The Reagan administration, increasingly concerned by failure to bring the world debt crisis under control, is mapping a new strategy that would give the World Bank a larger role in aiding debt-burdened nations while reducing the power of the widely resented International Monetary Fund (IMF).

The purpose is to more effectively help countries in Latin America and elsewhere pay their debts and make major economic reforms while achieving the economic growth necessary to avoid domestic political upheavals.

The plan has been approved in principle by Secretary of State George P. Shultz and Treasury Secretary James A. Baker III.

While stressing that it will take weeks, or even months, before the full dimensions of the plan are worked out, officials said that Shultz in particular is convinced that current efforts to arrest the 3-year-old debt crisis are not working and that new steps are required.

U.S. officials expect the plan to be controversial because it would require substantial new contributions to the World Bank at a time that domestic spending cuts have made Congress and the American public reluctant to divert more money to multinational lending institutions. Officials are reluctant to discuss the plan, partly because of unresolved disagreements about how far it should go.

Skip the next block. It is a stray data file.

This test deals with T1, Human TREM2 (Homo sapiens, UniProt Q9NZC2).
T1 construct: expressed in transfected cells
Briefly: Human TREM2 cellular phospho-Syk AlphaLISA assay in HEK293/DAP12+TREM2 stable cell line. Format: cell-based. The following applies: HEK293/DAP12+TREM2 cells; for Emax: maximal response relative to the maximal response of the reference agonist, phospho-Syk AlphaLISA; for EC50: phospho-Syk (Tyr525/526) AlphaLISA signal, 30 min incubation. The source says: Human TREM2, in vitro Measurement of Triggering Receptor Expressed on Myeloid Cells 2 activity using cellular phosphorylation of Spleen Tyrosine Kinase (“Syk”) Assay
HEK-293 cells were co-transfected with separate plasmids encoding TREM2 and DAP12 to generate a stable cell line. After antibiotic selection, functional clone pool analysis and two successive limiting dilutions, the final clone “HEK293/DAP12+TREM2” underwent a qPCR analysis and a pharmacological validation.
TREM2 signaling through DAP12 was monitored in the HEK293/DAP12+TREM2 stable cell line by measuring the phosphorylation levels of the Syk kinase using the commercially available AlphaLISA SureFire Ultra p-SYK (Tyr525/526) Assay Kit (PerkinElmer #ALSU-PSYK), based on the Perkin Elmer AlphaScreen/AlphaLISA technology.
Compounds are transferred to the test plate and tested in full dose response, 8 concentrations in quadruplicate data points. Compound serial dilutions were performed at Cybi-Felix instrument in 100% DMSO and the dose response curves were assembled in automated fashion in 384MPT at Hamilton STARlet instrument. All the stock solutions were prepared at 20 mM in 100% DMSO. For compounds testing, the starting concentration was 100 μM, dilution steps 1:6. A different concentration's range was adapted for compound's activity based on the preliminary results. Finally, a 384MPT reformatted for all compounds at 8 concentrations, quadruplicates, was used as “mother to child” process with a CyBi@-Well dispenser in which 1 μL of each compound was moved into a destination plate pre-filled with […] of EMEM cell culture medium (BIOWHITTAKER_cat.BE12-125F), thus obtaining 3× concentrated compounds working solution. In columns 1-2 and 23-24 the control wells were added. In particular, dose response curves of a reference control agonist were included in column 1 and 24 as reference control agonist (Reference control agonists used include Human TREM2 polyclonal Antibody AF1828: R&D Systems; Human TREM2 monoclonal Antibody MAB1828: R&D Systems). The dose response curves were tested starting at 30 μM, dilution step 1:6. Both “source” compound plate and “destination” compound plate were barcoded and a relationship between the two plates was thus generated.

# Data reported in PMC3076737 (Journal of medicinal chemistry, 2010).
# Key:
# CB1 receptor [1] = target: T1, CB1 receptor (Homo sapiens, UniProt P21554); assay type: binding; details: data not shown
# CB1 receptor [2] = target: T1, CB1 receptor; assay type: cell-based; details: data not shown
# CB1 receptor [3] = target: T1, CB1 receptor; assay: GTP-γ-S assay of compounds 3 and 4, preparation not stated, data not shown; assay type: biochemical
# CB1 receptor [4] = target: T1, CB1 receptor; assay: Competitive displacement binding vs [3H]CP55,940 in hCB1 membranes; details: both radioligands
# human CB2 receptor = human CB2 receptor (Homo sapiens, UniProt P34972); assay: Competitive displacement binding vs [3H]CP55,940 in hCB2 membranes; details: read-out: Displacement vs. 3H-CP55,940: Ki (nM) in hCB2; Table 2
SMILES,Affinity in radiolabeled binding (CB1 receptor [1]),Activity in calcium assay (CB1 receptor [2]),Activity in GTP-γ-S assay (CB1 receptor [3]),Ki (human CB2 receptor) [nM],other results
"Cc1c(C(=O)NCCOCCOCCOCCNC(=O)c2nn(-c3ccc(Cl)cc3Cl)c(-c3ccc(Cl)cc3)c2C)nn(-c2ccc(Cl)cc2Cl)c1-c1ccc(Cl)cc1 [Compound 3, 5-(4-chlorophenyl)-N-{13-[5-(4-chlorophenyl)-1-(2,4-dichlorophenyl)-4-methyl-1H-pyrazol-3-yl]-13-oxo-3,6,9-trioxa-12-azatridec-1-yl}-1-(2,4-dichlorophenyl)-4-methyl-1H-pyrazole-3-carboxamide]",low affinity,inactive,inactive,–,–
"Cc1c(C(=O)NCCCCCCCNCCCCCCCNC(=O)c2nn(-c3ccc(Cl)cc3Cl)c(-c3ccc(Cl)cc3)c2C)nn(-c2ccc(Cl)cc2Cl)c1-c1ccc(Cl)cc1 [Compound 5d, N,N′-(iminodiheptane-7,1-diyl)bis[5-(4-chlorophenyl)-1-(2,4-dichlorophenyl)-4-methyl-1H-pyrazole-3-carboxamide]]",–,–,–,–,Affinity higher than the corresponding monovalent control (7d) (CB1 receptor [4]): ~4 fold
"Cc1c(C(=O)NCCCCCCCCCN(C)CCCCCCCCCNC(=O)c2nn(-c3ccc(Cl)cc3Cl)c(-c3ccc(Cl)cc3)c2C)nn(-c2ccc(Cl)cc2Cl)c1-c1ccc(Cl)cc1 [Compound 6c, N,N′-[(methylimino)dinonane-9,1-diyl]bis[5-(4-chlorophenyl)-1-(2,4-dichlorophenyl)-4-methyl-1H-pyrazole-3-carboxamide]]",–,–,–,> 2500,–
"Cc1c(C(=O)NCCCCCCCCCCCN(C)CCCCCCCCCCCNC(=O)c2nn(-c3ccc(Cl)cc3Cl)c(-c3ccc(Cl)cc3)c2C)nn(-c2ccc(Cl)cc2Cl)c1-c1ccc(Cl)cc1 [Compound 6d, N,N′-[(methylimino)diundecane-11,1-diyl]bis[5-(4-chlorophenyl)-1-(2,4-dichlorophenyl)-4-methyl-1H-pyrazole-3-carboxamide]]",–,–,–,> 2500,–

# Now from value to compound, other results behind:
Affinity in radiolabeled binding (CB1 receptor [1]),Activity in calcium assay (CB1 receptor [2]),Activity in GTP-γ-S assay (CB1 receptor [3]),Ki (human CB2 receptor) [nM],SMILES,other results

Underscoring the administration's sense of urgency was the disclosure Thursday that Mexico, long considered the model debtor nation, has been cut off from further IMF aid temporarily because internal political factors caused the government to relax austerity measures. Details, Page D10.

U.S. officials also are concerned that Latin American nations, whose collective foreign debt of $360 billion represents the biggest part of the problem, might use the U.N. General Assembly meeting next week in New York and the IMF's annual meeting in Seoul next month to stage a revolt against the monetary fund's dominant role in managing the debt crisis.

The first speaker at Monday's opening session of the General Assemby will be President Jose Sarney of Brazil, the world's largest debtor nation with a foreign debt of $100 billion.

He is expected to declare that the burdens of meeting Brazil's interest obligations are subjecting the country to intolerable political strains that threaten its recent return to democracy after two decades of military rule.